ELROD: I am saying that there is a divisiveness in this country that the president of the United States has created and he goes to his rallies, he criticizes the media. We've had media who of course had to have secret service protection. He is not doing anything to try to bring this country together.

He could have used this moment and yet he said couple of things earlier this week to try to, you know, say we need to unify, we need to come together, and then he attacked CNN. Let's also not forget, Howie, that he tweeted a video last year of him in a wrestling outfit tackling a CNN reporter.

KURTZ: All right. Let me get to Sara. By the way, even after the suspect was arrested, Steve Schmidt, Republican strategist and MSNBC contributor, said, Trump created an atmosphere where a sick person, a criminal, somebody like this terrorist would actualize Trump's clear intent. So before, it was like, well, don't blame Trump because he might be a lunatic. Now, it's like, yeah, he's a lunatic but he loves Trump, so we can still blame Trump.

SARA FISCHER, AXIOS: I think that Donald Trump's rhetoric fans the flames for an already existing problem. And so as Adrienne said, there are things that he can be doing to create more unity so that you're not having people that are acting out and blaming, you know, pundits or targeting pundits. But Donald Trump is not doing that.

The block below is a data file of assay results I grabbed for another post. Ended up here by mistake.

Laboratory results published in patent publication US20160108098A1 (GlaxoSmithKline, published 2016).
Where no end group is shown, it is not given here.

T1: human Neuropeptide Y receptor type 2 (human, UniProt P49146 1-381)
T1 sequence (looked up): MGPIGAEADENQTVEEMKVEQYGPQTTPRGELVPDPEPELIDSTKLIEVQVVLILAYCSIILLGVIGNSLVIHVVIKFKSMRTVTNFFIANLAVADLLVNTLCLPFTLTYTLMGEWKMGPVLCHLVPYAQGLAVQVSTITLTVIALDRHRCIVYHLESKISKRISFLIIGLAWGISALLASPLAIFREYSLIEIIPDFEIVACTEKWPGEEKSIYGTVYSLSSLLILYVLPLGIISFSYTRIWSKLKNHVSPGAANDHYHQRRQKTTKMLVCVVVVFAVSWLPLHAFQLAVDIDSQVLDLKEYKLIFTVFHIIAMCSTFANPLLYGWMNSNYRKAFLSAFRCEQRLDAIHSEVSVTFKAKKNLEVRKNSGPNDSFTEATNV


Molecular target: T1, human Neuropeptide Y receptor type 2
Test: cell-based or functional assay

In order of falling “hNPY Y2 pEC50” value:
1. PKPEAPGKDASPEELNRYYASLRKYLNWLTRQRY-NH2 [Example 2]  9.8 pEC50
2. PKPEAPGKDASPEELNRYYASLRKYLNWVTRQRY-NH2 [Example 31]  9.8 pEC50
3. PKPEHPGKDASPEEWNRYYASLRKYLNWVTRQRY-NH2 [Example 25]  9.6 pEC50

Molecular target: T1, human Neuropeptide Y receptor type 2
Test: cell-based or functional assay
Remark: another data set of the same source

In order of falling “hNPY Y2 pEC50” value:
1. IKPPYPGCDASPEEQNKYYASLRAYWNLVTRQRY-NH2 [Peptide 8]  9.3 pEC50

He might say it's time to call for unity, but then he goes out in his rallies and he endorses people who are beating up on journalists. He still continues to attack CNN. And so I think you're in a little bit of a chicken in the egg situation. Once Donald Trump starts, then the media fights back, and it's not a very presidential thing to start.

KURTZ: Yeah. There was, by the way, some divisiveness in this country before Donald Trump was elected. Let's turn the camera around because here you have Donald Trump saying the media should be more civil, and I'm seeing very less self-reflection on that. Isn't it true that cable news and the web reward divisive rhetoric and play up inflammatory soundbites?